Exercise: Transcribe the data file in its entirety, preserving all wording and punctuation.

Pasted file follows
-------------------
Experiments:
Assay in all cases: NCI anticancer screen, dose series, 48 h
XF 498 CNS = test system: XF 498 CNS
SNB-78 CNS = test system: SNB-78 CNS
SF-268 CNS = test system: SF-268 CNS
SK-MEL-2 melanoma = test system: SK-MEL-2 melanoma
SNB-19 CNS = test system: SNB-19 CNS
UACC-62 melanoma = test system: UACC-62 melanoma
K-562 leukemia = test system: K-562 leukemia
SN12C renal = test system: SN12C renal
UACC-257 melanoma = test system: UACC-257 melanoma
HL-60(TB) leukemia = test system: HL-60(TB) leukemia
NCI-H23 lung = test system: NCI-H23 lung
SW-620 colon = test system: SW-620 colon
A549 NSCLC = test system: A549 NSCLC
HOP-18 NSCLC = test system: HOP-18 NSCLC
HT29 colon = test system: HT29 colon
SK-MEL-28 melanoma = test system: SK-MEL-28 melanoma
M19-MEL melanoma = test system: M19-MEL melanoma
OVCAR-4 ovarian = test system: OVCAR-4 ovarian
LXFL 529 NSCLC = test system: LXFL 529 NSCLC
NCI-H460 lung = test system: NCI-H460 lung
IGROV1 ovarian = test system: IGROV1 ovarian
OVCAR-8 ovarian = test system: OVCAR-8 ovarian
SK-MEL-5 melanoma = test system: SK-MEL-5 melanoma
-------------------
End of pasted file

Experiments:
Assay in all cases: NCI anticancer screen, dose series, 48 h
XF 498 CNS = test system: XF 498 CNS
SNB-78 CNS = test system: SNB-78 CNS
SF-268 CNS = test system: SF-268 CNS
SK-MEL-2 melanoma = test system: SK-MEL-2 melanoma
SNB-19 CNS = test system: SNB-19 CNS
UACC-62 melanoma = test system: UACC-62 melanoma
K-562 leukemia = test system: K-562 leukemia
SN12C renal = test system: SN12C renal
UACC-257 melanoma = test system: UACC-257 melanoma
HL-60(TB) leukemia = test system: HL-60(TB) leukemia
NCI-H23 lung = test system: NCI-H23 lung
SW-620 colon = test system: SW-620 colon
A549 NSCLC = test system: A549 NSCLC
HOP-18 NSCLC = test system: HOP-18 NSCLC
HT29 colon = test system: HT29 colon
SK-MEL-28 melanoma = test system: SK-MEL-28 melanoma
M19-MEL melanoma = test system: M19-MEL melanoma
OVCAR-4 ovarian = test system: OVCAR-4 ovarian
LXFL 529 NSCLC = test system: LXFL 529 NSCLC
NCI-H460 lung = test system: NCI-H460 lung
IGROV1 ovarian = test system: IGROV1 ovarian
OVCAR-8 ovarian = test system: OVCAR-8 ovarian
SK-MEL-5 melanoma = test system: SK-MEL-5 melanoma